R&B Artist YaSi on Her Rising Success: "You've Gotta Make Shit for Yourself"

Yazman Azimi, who performs as YaSI, says, "Music is just about relating to people; the only thing that changes is the sounds.”
Yazman Azimi, who performs as YaSI, says, "Music is just about relating to people; the only thing that changes is the sounds.” Blake Jackson

People crammed wall-to-wall in a backyard studio to catch a glimpse of the new music video to the song "Pink Caddy," by Yazman Azimi, who performs as YaSI. The Denver crowd, many her friends and fellow artists, interrupted the video with cheers.

"Pink Caddy" has been part of her live show for almost a year, but the video came together over the winter. She opted not to premiere it at an official venue; she prefers to create her opportunities in makeshift spaces. Creating her own opportunities is the foundation of her solo career. 

“If they’re not going to give you a show, you make a show,” Azimi says. “If they’re not going to put your video on a blog, then put it in front of people. Create your own path, because people aren’t going to give you what you want…especially when you don’t know people. You’ve gotta make shit for yourself and push the limit as much as you possibly can so you at least start getting people to pay attention to you.”

[Below is the music video for "Pink Caddy."]

Growing up, Azimi was always singing or involved in choir. Her parents listened to light rock, Michael Jackson and Persian songs. Hip-hop was the first genre that resonated with her. Soon, she was writing her own hip-hop and R&B music. Being a member of band H*Wood while she was in college before going solo in spring 2016 allowed her to gain practice and confidence on stage.

“For a solid year and a half, I would go on Rap Genius and see how they wrote songs,” Azimi explained. “How many syllables they use in what line, where they put in metaphors and what characteristics you have in R&B music that you don’t have in pop music. Then you get the production that has R&B sound, and then it’s kind of seamless at that point, and you learn how to ride the beat in a certain way.... Music is just about relating to people; the only thing that changes is the sounds.”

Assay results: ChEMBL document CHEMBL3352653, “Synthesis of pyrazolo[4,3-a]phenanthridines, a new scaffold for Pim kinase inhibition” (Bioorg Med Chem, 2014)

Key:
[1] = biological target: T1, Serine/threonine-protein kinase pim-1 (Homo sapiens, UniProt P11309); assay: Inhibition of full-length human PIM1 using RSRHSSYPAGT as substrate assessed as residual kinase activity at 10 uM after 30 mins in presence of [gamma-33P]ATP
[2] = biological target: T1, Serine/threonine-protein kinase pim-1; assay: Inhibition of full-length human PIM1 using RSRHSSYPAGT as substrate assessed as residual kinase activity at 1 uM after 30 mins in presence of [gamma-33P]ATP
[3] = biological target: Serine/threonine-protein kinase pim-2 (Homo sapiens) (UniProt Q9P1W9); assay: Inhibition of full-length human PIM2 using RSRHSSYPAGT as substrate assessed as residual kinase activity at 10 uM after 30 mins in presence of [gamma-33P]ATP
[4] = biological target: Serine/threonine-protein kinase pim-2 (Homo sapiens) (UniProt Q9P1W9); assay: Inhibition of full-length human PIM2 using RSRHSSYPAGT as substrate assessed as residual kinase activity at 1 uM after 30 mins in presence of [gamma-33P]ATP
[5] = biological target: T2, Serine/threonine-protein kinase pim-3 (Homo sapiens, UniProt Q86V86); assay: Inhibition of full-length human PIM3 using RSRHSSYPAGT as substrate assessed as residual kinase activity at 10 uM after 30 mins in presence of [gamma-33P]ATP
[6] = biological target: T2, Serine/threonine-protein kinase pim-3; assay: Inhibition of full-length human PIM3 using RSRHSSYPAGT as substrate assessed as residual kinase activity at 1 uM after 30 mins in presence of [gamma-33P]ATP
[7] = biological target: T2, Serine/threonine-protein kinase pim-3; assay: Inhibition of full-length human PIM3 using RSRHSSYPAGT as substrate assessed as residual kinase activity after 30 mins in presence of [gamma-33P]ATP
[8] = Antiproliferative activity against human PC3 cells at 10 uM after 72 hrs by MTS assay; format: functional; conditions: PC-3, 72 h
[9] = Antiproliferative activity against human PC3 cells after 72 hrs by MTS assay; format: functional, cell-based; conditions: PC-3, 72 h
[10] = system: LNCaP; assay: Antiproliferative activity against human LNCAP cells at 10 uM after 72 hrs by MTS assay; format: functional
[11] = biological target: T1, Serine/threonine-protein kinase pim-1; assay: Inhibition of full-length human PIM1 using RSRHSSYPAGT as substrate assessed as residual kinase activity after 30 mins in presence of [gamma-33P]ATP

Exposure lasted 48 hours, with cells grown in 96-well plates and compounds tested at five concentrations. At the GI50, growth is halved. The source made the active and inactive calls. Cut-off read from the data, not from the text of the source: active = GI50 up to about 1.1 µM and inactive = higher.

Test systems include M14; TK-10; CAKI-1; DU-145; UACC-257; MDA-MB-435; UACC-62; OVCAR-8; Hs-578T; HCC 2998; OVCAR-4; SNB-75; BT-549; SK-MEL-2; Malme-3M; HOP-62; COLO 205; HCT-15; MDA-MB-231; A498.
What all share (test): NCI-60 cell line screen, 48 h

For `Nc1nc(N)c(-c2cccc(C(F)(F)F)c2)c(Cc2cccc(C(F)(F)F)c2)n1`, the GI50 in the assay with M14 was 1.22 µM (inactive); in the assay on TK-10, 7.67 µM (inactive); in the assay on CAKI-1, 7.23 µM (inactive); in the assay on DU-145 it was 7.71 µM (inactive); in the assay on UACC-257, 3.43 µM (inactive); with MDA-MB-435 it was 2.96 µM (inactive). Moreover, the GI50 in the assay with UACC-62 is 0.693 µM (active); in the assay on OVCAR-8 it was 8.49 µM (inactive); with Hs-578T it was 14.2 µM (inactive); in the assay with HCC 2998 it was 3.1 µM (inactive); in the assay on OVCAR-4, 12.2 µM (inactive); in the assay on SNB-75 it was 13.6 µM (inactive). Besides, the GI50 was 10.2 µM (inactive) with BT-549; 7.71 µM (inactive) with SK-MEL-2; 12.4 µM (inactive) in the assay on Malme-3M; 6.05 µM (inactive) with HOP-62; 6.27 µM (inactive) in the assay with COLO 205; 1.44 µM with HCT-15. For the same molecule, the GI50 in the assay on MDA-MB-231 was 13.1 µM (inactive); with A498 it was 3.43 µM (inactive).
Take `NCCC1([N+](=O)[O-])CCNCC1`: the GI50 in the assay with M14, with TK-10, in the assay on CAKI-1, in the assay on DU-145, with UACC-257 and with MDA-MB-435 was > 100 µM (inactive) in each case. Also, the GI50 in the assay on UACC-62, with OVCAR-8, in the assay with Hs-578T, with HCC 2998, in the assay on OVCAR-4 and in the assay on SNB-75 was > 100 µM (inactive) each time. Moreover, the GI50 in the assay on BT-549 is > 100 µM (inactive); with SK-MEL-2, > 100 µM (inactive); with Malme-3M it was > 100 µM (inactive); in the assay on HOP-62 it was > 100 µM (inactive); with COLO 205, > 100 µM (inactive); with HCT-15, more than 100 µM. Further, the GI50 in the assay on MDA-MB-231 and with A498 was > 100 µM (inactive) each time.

Azimi's parents emigrated from Iran to America. She grew up in the suburbs and was hesitant to embrace her cultural background.

“For a really long period of my life, I pretended I wasn’t Persian,” Azimi explains. “I didn’t want to learn anything about my background; I didn’t care to learn. I didn’t speak Farsi to my parents for a couple years because I was trying to fit in with those kids.... You didn’t want to be more different. I think as a kid, you’re always scared to be different because different is weird to children. Especially, back to representation, if you’re watching TV and don’t see anyone that looks like you, how are you supposed to know that you aren’t ‘weird?’”

click to enlarge BLAKE JACKSON
Blake Jackson

Azimi says Denver's music scene creates unfair expectations for women musicians, which she aims to defy with lines like “I need head and a cup of coffee." 

“It’s hard as a girl,” Azimi says. “You feel, at times, that there’s nothing you can do to get the same respect. Or there’s nothing you can do to show people to pay attention to you or take you seriously. I’m not just a pretty girl that sings. You don’t deserve to have the first word after your name to be ‘the beautiful, the pretty.’ You can say my voice is beautiful or my words are beautiful, that’s cool. But if my looks are the first of five things you mention about me, that’s kind of insulting.”

She has also noticed that a few women artists are rotated on bills around Denver, while many go unbooked. She wants her success to rub off on others.

“I was thinking about how a girl in ten years may not have heard of my music or know who I am, “ Azimi says. “But I made it a little bit easier for her to get to the next level.... I wish there was a more equal playing field for everybody. I don’t want to be just competing with girls for shows. I want to be competing with everybody. If I get booked on a show, I want it to be because I was the best option.”

YaSi performs Saturday, March 25, at Pearl's for Stay Up Saturdays, with UNIIQU3, SIXXD, Annamalistiik and grey sea.

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Riley Cowing has been writing with Westword since July 2016. She is originally from Kansas City and graduated from the journalism school at the University of Missouri-Columbia. She enjoys connecting with local artists, drinking all types of espresso and loves any excuse to watch The Devil Wears Prada.
Contact: Riley Cowing